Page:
Marilyn Monroe

‘Pawn Stars’ Once Nearly Got Ripped Off by Fake Marilyn Monroe Memorabilia

Did you know that the staff of Pawn Stars almost made the mistake of buying up some fake Marilyn Monroe memorabilia? If you are a fan of the show, you aren’t going to want to miss this.

We know that a lot of you Outsiders follow the show as we do. But for those at home who don’t know, Pawn Stars follows the daily activities that go on at the World Famous Gold & Silver Pawn Shop. Filmed at the shop’s location on the Las Vegas strip, the show features customers who bring in all kinds of items to pawn off. The best part is watching them haggle back and forth with the Pawn Stars staff. In addition to that, they also bring in experts to go over an item’s historical significance. At one point in the show’s tenure, it became the No. 2 rated reality show on all of television only behind Jersey Shore.

Because the show is so popular, you can probably imagine that the Pawn Stars staff sees all kinds of crazy items come through their doors. With that being said, they also have their fair share of fake memorabilia come in as well.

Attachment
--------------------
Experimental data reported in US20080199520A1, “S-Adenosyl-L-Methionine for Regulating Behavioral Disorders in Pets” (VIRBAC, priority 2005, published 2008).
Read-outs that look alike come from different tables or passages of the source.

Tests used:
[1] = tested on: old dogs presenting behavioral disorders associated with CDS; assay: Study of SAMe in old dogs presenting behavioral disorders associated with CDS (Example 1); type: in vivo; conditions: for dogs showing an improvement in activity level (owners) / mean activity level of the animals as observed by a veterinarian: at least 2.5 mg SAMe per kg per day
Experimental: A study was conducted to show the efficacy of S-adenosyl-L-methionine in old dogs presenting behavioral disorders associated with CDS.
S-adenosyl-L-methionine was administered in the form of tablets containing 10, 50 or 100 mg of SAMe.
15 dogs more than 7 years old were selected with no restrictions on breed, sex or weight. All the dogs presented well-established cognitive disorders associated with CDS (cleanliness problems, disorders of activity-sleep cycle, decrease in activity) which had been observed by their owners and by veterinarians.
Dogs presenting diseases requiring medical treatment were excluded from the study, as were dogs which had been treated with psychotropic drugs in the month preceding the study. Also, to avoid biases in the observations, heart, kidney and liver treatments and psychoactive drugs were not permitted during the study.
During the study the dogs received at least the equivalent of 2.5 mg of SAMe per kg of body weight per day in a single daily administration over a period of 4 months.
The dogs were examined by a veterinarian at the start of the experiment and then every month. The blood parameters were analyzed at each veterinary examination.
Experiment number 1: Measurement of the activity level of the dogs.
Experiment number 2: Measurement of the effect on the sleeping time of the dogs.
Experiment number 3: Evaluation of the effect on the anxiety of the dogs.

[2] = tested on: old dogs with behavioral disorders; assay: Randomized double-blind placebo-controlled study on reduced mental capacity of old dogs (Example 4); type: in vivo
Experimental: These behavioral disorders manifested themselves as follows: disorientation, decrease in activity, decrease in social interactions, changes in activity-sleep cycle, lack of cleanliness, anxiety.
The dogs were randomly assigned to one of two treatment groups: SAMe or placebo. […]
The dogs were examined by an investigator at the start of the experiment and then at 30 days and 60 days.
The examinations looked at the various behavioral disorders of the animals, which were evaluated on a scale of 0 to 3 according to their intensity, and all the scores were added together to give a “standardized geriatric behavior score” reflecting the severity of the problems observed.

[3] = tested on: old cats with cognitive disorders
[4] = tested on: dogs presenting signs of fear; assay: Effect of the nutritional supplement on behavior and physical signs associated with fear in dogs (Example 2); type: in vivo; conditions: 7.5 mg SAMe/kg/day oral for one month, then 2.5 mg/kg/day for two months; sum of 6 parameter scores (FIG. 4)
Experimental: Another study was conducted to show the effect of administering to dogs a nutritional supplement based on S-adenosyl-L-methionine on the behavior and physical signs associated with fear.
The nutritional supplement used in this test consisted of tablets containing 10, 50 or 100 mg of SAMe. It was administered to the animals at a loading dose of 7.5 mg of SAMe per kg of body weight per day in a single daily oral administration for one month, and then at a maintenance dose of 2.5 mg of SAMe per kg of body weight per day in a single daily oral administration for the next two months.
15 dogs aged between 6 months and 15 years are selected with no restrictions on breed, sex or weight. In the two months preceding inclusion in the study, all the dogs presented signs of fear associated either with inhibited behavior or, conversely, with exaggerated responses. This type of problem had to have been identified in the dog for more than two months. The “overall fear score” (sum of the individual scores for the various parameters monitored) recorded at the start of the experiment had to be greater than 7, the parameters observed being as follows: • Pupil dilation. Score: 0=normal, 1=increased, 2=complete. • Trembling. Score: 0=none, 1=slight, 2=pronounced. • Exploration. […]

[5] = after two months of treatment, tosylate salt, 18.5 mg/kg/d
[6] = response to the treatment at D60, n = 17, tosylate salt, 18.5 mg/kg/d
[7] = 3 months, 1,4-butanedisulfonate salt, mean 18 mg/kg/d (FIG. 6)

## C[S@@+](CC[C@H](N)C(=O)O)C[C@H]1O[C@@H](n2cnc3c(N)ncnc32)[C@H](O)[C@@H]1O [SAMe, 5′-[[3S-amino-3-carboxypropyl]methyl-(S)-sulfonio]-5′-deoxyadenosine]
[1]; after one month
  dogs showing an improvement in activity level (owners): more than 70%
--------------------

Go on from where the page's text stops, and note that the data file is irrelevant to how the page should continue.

Corey Harrison thought they had hit the jackpot when one seller named Jason came in. He had an autographed photo of Marilyn Monroe and a poem that was supposedly written by her as well. He told Corey and the guys that the collection was appraised for $48,000 — but he did not have the paperwork to back that up.

“Having no paperwork is a massive red flag,” Corey said. “But if it’s real, the money he’s talking about isn’t that far off.”

‘Pawn Stars’ Brought in an Autograph Expert

Good thing the Pawn Stars staff had the help of autograph authenticator Steve Grad to help them make the final determination. Grad said that it would be “very rare” to see a handwritten poem from Marilyn Monroe. And he would know — he has seen handwritten letters by her before.

“A Marilyn Monroe autograph could go for upwards of $3,500,” Grad explained. “But an unpublished poem by Marilyn Monroe, written by her, could go for $40,000 or $50,000 — and that’s the stuff collectors just dream about.”

The expectations were obviously very high at the moment. But when it was all said and done, the end result left everyone disappointed.

Grad pulled some examples of Monroe’s handwriting to compare the collection. However, he said “Ii’s two different worlds,” and “they absolutely look nothing alike.”

“This, unfortunately, was penned in someone else’s hand and not Marilyn Monroe’s,” Grad explained.

Corey Harrison was just as disappointed that there would be no sale going through.

“Too bad this isn’t the real deal,” he remarked. “It could have made the shop a lot of money.”

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